Hydro and the Norwegian University of Science and Technology (NTNU) today signed an agreement to establish a new professorship in aluminium.
Hydro is providing up to NOK 10 million for a five-year post to acquire new knowledge and strengthen Norway's leading position in aluminium.
With the new professorship, the university is moving to become the world's leading research institution on the application of aluminium.
"With this grant from Hydro behind us, we will take the lead in research to create new industrial development in both Norway and the world. If we are to succeed we must be constantly better, more effective and more innovative today than we were yesterday," says the Dean of the Faculty of Engineering, Ingvald Strømmen.
The professor will lead a new interdisciplinary research collaboration between several disciplines at NTNU (NTNU Aluminium Product Innovation Center – NAPIC), which will look at new aluminium applications by linking architecture, product design, materials technology and product development.
A global battle for knowledge
Hans Erik Vatne, Head of Technology in Hydro, emphasizes the reciprocal relationship between the knowledge society and industry.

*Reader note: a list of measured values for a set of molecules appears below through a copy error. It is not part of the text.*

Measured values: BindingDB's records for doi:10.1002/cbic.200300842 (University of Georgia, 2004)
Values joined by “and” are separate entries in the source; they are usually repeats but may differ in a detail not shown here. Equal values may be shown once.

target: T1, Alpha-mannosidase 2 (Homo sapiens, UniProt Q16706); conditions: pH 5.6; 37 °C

"In Norway we are a world leader in metallurgy and aluminium, thanks to the strong research communities at NTNU, SINTEF (Foundation for Scientific and Industrial Research) and IFE (Institute for Energy Technology). This was only possible because we had production in Norway in these areas decade after decade and because research and production happened side by side," says Vatne.
"Aluminium is a global industry. This is why we in Hydro are so focused on being a leader in knowledge, innovation and product development – it gives us global competitiveness even with our base in a high-cost country like Norway, while hydroelectric power makes us the best in the world on climate change issues. Hydro's technology pilot has been described as the start of the green shift, and there is a constant hunt for technological improvements, innovations and product development that will keep the Norwegian processing industry ahead of the rest of the world.”